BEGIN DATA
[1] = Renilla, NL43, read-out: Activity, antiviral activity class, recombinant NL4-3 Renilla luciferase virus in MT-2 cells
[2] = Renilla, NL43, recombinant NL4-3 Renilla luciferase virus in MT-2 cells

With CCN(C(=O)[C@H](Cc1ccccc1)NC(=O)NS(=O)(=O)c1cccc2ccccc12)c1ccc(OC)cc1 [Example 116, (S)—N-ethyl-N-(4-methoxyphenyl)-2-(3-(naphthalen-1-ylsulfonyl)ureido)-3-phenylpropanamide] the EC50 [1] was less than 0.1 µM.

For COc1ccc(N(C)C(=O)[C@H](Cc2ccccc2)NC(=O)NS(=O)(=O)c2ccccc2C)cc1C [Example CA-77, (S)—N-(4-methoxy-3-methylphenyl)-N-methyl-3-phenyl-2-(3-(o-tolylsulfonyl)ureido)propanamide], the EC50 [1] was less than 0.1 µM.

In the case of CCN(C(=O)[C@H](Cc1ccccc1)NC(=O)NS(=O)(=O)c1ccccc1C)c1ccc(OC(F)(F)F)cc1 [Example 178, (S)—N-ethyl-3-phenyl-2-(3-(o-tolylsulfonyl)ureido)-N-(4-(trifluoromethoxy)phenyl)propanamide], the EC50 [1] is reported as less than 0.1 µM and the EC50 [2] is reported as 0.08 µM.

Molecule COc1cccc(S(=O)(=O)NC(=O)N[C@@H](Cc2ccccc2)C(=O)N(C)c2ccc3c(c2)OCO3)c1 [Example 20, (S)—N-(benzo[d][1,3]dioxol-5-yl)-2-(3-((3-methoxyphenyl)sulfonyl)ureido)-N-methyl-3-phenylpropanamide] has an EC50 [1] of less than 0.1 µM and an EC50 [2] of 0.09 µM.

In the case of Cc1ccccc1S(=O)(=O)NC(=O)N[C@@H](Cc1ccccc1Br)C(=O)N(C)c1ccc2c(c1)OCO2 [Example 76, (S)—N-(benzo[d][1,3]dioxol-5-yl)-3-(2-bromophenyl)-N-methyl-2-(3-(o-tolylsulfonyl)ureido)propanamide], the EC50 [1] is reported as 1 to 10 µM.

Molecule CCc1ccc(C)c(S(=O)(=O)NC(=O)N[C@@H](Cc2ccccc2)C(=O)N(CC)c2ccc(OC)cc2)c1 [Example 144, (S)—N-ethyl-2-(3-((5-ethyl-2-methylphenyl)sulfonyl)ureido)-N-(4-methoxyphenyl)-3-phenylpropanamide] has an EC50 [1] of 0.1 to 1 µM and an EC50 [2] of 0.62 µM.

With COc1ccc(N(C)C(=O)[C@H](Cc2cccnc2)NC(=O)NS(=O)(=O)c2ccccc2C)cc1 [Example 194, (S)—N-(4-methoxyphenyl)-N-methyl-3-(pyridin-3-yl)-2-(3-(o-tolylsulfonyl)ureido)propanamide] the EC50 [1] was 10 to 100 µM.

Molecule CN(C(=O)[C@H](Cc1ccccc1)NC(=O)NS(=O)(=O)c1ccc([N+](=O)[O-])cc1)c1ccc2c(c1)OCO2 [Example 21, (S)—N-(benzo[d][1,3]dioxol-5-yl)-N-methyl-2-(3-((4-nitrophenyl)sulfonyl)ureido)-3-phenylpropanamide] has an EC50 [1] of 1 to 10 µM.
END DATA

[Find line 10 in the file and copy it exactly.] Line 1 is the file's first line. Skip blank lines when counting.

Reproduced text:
Molecule CN(C(=O)[C@H](Cc1ccccc1)NC(=O)NS(=O)(=O)c1ccc([N+](=O)[O-])cc1)c1ccc2c(c1)OCO2 [Example 21, (S)—N-(benzo[d][1,3]dioxol-5-yl)-N-methyl-2-(3-((4-nitrophenyl)sulfonyl)ureido)-3-phenylpropanamide] has an EC50 [1] of 1 to 10 µM.